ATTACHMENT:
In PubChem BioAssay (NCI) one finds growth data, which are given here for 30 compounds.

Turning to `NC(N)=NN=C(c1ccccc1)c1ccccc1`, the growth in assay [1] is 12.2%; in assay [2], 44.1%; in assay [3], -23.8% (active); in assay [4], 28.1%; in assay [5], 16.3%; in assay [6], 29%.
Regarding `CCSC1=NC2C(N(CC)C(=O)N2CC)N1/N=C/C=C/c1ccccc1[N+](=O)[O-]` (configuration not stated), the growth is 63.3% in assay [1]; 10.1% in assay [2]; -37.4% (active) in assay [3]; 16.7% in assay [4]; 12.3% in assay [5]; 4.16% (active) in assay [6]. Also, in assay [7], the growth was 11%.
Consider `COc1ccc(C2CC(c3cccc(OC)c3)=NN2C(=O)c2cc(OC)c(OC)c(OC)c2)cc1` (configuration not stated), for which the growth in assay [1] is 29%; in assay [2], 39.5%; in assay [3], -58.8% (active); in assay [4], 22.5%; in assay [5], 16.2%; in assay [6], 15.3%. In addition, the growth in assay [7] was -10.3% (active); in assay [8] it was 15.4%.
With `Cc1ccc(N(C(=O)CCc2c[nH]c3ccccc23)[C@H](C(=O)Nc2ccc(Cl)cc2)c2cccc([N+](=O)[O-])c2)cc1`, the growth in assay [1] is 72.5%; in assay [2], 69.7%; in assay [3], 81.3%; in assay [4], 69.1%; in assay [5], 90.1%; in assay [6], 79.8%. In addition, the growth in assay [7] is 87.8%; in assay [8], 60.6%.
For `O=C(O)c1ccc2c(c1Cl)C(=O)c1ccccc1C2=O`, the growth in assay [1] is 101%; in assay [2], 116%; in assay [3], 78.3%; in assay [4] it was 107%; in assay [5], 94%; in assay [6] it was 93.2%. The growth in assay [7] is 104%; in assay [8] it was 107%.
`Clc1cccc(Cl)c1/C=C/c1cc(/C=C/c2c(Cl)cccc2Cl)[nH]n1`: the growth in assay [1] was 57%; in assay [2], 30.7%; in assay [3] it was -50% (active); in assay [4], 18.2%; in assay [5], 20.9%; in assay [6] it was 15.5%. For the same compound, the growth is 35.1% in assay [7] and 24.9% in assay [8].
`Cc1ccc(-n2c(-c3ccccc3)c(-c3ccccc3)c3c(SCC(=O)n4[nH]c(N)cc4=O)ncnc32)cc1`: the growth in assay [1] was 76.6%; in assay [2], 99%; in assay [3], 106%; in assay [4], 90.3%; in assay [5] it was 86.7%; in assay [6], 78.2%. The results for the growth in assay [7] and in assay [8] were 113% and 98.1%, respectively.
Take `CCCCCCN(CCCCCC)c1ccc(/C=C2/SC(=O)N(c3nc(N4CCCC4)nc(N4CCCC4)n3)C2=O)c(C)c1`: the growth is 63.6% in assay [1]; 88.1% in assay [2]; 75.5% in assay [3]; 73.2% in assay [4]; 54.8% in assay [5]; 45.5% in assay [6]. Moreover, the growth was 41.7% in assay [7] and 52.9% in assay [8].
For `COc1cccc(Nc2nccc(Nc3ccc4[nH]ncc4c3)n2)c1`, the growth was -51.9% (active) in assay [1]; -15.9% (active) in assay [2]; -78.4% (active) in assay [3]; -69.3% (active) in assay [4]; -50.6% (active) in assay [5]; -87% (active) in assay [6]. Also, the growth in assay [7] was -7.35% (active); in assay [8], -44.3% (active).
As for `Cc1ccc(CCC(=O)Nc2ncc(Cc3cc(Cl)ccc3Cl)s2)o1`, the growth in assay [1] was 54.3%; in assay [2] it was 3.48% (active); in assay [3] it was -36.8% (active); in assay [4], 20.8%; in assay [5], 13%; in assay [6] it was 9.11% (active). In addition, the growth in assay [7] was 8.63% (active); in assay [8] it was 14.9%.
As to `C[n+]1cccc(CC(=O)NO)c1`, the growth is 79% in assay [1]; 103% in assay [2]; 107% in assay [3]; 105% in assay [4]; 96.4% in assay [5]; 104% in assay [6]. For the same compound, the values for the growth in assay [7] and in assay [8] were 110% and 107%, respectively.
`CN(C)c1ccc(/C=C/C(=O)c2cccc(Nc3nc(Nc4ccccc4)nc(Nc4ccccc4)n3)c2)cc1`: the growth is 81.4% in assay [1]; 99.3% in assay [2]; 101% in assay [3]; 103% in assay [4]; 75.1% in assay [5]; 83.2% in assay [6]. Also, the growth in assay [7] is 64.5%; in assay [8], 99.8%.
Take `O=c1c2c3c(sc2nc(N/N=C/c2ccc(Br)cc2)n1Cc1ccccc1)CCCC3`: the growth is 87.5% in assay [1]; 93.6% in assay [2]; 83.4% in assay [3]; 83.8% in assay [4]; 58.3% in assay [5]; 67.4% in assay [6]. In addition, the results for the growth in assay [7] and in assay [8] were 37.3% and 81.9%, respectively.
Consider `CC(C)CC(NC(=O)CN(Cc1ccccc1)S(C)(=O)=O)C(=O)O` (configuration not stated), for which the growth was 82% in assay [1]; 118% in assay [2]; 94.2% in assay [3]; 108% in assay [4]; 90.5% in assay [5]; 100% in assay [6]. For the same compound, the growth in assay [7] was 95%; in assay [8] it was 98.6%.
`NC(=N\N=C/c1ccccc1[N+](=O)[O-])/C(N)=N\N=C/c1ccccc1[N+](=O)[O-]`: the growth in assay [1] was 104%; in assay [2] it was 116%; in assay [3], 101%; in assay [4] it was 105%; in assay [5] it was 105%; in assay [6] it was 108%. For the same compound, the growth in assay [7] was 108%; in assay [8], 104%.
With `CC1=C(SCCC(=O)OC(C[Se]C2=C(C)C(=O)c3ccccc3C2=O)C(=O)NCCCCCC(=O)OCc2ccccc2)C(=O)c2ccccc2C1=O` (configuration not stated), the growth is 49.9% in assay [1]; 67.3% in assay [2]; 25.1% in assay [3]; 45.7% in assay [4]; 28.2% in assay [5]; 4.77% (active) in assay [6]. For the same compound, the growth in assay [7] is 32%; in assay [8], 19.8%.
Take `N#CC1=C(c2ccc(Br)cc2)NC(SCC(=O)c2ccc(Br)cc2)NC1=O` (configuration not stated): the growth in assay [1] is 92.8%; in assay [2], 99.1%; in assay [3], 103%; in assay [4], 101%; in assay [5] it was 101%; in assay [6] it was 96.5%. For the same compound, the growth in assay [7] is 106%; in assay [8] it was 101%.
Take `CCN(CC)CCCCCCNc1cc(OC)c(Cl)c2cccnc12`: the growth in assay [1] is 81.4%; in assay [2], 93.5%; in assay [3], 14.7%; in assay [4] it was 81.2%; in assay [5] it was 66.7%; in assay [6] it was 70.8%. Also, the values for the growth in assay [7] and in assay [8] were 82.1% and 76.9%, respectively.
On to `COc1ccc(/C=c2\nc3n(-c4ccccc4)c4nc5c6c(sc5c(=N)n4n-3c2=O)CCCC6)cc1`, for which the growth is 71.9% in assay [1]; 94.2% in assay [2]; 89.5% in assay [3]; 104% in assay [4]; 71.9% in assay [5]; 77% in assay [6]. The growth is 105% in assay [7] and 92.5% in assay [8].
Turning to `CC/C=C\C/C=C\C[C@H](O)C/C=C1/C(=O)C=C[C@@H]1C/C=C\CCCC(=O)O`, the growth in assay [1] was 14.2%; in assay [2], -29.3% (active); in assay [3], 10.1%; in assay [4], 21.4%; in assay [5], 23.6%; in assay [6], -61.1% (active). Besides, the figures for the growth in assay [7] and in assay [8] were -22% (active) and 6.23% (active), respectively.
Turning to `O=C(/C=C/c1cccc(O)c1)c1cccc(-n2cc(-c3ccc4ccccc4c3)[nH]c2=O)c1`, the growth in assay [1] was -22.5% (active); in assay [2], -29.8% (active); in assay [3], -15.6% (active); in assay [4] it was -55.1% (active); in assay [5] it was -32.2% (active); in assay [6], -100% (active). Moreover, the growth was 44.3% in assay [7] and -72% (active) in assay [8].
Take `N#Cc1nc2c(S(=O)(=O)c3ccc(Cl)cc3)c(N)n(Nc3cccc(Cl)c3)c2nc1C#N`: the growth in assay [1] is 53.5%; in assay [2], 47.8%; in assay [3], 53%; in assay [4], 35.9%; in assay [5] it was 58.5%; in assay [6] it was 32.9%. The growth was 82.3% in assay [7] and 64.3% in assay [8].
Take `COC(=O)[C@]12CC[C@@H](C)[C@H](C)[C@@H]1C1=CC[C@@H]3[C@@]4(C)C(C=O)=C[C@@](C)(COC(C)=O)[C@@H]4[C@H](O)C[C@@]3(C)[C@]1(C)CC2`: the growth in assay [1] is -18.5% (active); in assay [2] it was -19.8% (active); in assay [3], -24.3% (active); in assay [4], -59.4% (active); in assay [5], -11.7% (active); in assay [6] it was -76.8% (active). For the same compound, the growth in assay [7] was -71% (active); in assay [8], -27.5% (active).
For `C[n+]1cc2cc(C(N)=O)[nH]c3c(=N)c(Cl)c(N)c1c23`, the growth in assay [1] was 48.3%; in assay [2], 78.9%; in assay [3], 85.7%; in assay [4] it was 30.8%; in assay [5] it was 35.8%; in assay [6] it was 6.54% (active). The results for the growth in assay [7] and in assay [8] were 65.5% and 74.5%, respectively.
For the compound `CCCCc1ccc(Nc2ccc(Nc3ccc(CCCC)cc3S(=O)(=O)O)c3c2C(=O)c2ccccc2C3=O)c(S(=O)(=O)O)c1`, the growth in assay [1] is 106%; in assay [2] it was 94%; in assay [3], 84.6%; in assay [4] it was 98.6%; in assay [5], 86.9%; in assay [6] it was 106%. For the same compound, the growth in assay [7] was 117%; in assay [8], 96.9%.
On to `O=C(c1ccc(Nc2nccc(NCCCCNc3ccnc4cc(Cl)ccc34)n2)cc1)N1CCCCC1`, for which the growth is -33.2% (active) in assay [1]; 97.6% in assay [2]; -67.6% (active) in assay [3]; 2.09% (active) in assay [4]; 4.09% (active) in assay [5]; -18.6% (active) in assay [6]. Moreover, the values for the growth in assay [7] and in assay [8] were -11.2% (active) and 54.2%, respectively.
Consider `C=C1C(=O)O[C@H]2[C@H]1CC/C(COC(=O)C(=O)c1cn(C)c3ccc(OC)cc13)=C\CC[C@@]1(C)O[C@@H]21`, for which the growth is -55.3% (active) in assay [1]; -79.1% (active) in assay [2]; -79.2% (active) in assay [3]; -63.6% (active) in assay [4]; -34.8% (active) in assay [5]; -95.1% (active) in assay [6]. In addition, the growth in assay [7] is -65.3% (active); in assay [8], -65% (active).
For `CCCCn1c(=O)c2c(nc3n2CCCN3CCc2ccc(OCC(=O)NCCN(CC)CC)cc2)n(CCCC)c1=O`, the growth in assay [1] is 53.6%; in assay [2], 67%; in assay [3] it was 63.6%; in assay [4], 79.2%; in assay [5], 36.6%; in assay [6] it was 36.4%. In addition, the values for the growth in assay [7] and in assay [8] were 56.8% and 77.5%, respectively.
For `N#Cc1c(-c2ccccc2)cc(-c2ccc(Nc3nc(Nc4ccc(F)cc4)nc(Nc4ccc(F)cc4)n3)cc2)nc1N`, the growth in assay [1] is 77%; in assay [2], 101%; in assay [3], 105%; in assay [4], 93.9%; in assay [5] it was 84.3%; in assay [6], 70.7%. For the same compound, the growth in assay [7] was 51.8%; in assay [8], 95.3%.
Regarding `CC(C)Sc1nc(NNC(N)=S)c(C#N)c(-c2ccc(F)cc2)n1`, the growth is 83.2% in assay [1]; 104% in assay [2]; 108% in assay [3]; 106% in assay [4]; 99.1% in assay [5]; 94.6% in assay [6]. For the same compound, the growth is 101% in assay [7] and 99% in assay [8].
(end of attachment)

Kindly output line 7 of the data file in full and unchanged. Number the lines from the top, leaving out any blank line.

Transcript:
`Clc1cccc(Cl)c1/C=C/c1cc(/C=C/c2c(Cl)cccc2Cl)[nH]n1`: the growth in assay [1] was 57%; in assay [2], 30.7%; in assay [3] it was -50% (active); in assay [4], 18.2%; in assay [5], 20.9%; in assay [6] it was 15.5%. For the same compound, the growth is 35.1% in assay [7] and 24.9% in assay [8].